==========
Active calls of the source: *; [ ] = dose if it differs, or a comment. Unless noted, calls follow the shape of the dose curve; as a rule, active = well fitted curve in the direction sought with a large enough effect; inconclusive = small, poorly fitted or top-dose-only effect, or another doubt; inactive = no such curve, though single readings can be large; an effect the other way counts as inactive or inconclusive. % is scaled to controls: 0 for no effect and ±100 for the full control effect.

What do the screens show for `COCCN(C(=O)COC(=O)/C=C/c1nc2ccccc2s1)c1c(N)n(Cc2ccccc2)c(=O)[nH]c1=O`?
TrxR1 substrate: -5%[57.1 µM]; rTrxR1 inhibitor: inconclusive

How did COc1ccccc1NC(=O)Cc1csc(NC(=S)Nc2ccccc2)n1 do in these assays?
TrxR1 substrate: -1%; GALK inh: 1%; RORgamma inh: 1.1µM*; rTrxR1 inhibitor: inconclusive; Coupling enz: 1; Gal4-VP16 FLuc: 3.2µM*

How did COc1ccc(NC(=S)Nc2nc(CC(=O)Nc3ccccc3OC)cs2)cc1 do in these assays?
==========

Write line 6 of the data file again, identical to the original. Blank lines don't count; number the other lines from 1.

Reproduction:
How did COc1ccc(NC(=S)Nc2nc(CC(=O)Nc3ccccc3OC)cs2)cc1 do in these assays?